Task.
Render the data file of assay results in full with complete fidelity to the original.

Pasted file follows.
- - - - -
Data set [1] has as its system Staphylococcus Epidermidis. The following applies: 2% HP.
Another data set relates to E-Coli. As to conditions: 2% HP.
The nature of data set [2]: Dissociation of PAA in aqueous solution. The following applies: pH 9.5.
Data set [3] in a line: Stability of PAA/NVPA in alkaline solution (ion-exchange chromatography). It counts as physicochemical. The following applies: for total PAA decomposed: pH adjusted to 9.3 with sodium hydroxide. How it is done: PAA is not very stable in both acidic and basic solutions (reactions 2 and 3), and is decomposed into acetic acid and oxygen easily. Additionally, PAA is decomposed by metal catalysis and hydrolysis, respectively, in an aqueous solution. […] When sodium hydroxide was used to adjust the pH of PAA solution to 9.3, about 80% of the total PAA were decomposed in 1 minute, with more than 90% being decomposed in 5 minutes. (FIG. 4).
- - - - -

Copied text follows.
Data set [1] has as its system Staphylococcus Epidermidis. The following applies: 2% HP.
Another data set relates to E-Coli. As to conditions: 2% HP.
The nature of data set [2]: Dissociation of PAA in aqueous solution. The following applies: pH 9.5.
Data set [3] in a line: Stability of PAA/NVPA in alkaline solution (ion-exchange chromatography). It counts as physicochemical. The following applies: for total PAA decomposed: pH adjusted to 9.3 with sodium hydroxide. How it is done: PAA is not very stable in both acidic and basic solutions (reactions 2 and 3), and is decomposed into acetic acid and oxygen easily. Additionally, PAA is decomposed by metal catalysis and hydrolysis, respectively, in an aqueous solution. […] When sodium hydroxide was used to adjust the pH of PAA solution to 9.3, about 80% of the total PAA were decomposed in 1 minute, with more than 90% being decomposed in 5 minutes. (FIG. 4).